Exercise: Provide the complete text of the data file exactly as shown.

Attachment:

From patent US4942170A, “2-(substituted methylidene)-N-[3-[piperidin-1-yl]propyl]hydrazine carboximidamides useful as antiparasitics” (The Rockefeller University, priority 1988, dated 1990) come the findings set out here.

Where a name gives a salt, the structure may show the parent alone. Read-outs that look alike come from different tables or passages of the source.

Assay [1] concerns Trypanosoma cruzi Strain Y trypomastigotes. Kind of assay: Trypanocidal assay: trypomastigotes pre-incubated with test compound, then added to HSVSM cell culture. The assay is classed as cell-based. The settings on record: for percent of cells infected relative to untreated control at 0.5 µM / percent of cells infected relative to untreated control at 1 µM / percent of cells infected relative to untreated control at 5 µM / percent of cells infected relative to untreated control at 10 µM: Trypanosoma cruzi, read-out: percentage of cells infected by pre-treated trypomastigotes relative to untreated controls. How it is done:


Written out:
From patent US4942170A, “2-(substituted methylidene)-N-[3-[piperidin-1-yl]propyl]hydrazine carboximidamides useful as antiparasitics” (The Rockefeller University, priority 1988, dated 1990) come the findings set out here.

Where a name gives a salt, the structure may show the parent alone. Read-outs that look alike come from different tables or passages of the source.

Assay [1] concerns Trypanosoma cruzi Strain Y trypomastigotes. Kind of assay: Trypanocidal assay: trypomastigotes pre-incubated with test compound, then added to HSVSM cell culture. The assay is classed as cell-based. The settings on record: for percent of cells infected relative to untreated control at 0.5 µM / percent of cells infected relative to untreated control at 1 µM / percent of cells infected relative to untreated control at 5 µM / percent of cells infected relative to untreated control at 10 µM: Trypanosoma cruzi, read-out: percentage of cells infected by pre-treated trypomastigotes relative to untreated controls. How it is done: